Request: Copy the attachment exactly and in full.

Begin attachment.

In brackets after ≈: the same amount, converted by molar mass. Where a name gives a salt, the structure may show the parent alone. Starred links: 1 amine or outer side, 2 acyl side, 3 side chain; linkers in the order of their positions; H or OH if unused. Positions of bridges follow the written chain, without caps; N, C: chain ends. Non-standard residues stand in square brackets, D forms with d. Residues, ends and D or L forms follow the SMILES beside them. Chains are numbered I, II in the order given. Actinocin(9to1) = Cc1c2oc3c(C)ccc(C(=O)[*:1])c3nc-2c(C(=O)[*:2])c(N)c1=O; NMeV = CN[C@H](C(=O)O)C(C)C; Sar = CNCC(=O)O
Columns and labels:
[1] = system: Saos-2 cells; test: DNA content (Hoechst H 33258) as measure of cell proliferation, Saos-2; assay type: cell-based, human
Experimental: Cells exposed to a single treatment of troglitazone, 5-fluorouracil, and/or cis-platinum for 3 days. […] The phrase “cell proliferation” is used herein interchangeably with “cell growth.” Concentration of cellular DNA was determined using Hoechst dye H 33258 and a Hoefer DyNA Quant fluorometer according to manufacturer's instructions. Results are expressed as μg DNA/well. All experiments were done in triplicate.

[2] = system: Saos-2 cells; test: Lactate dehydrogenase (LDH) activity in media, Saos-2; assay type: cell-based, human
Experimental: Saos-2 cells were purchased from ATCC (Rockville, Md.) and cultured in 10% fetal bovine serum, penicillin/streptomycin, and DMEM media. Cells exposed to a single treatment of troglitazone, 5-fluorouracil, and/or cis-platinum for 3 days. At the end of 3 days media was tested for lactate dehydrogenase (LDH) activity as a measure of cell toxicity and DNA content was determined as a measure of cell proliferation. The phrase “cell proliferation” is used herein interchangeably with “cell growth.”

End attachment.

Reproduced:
In brackets after ≈: the same amount, converted by molar mass. Where a name gives a salt, the structure may show the parent alone. Starred links: 1 amine or outer side, 2 acyl side, 3 side chain; linkers in the order of their positions; H or OH if unused. Positions of bridges follow the written chain, without caps; N, C: chain ends. Non-standard residues stand in square brackets, D forms with d. Residues, ends and D or L forms follow the SMILES beside them. Chains are numbered I, II in the order given. Actinocin(9to1) = Cc1c2oc3c(C)ccc(C(=O)[*:1])c3nc-2c(C(=O)[*:2])c(N)c1=O; NMeV = CN[C@H](C(=O)O)C(C)C; Sar = CNCC(=O)O
Columns and labels:
[1] = system: Saos-2 cells; test: DNA content (Hoechst H 33258) as measure of cell proliferation, Saos-2; assay type: cell-based, human
Experimental: Cells exposed to a single treatment of troglitazone, 5-fluorouracil, and/or cis-platinum for 3 days. […] The phrase “cell proliferation” is used herein interchangeably with “cell growth.” Concentration of cellular DNA was determined using Hoechst dye H 33258 and a Hoefer DyNA Quant fluorometer according to manufacturer's instructions. Results are expressed as μg DNA/well. All experiments were done in triplicate.

[2] = system: Saos-2 cells; test: Lactate dehydrogenase (LDH) activity in media, Saos-2; assay type: cell-based, human
Experimental: Saos-2 cells were purchased from ATCC (Rockville, Md.) and cultured in 10% fetal bovine serum, penicillin/streptomycin, and DMEM media. Cells exposed to a single treatment of troglitazone, 5-fluorouracil, and/or cis-platinum for 3 days. At the end of 3 days media was tested for lactate dehydrogenase (LDH) activity as a measure of cell toxicity and DNA content was determined as a measure of cell proliferation. The phrase “cell proliferation” is used herein interchangeably with “cell growth.”